|A Level Audio Power and RMS >Pre-Amplifier< Push-Pull Tone Controls|
Audio pre-amplifiers often have an input impedance of about 47kΩ designed to match most other audio devices. For top quality the amplifier frequency response should cover at least the range of human hearing from 20 to 20,000 Hz.
If you select an op-amp with a gain bandwidth product of 1 MHz, the gain has to be limited to 50 or less or the high frequency performance will not meet the specification.
50 x 20,000 Hz = 1 MHz.
To get a pre-amp with more gain than this, two pre-amplifier circuits could be used or a higher performance chip could be specified.
Op-amp preamplifiers might suffer from input noise adding a hiss to the output. The commonly used 741 chip is not especially good in this respect. Other lower noise op-amps are available. Low noise transistors could also be used instead of an op-amp.
The 47K resistor reduces the almost infinite input resistance.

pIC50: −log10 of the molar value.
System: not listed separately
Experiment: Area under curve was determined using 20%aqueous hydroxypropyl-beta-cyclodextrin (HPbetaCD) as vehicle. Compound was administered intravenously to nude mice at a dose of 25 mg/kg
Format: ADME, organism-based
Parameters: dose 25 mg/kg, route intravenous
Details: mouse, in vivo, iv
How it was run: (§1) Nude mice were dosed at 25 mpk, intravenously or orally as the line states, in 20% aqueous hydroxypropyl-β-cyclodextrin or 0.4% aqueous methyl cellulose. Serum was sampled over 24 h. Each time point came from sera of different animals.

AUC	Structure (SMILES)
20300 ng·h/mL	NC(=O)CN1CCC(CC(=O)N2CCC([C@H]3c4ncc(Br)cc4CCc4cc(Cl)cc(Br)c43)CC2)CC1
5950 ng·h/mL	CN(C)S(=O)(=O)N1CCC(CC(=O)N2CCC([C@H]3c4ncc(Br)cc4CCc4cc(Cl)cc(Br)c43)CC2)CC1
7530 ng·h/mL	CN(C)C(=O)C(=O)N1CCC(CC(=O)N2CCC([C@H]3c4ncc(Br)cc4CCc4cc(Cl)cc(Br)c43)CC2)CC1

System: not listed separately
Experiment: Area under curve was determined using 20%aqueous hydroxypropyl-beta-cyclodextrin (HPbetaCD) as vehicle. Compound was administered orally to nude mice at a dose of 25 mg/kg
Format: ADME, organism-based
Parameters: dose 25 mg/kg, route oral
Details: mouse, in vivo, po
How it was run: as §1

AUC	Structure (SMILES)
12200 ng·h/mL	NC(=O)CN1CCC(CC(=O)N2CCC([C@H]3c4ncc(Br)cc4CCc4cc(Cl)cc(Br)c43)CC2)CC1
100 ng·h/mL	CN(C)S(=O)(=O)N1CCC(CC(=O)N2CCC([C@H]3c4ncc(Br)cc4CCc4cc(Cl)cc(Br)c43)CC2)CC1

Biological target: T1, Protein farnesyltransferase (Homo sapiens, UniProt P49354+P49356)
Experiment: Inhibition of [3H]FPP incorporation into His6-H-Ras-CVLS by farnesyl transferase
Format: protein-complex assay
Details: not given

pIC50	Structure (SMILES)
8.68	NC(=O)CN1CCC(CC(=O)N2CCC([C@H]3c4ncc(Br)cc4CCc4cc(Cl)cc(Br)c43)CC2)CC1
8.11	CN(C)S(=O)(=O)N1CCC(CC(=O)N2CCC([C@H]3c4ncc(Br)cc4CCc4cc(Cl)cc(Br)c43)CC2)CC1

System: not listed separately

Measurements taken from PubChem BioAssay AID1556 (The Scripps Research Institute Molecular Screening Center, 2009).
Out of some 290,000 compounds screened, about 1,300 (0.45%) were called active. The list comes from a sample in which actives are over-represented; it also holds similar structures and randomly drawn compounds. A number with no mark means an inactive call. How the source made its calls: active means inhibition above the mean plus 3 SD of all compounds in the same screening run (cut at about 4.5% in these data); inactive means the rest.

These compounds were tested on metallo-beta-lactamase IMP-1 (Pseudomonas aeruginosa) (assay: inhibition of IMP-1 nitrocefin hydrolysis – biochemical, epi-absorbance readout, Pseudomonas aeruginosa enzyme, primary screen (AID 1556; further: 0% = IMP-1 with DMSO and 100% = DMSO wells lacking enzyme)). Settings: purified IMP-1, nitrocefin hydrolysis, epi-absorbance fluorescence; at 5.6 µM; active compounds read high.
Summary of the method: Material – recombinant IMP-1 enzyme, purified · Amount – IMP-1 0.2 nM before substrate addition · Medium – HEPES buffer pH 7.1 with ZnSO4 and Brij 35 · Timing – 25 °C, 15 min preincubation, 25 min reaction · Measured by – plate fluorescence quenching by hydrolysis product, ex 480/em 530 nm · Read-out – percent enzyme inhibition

The gain is set to 48, just below the limit of 50.
The chip is a version of the 741 chip with a gain bandwidth product of 1 000 000.
C1 with the 47K resistor forms a passive high pass filter. To ensure it passes frequencies as low as 20 Hz, the capacitor must be calculated for that break frequency. The output will drop to 0.707 of maximum at this frequency.
Xc = R = 1 / ( 2 Pi F C ) = 47 000
C1 = 1 / ( 2 x Pi x 47 000 x 20 ) = 169 nF The nearest commonly available capacitors are 220nF or 470nF. Using 470nF, the break frequency is about 9 Hz giving a comfortable margin of error.
C2 can be the same assuming the next subsystem input also has a 47K input resistance.
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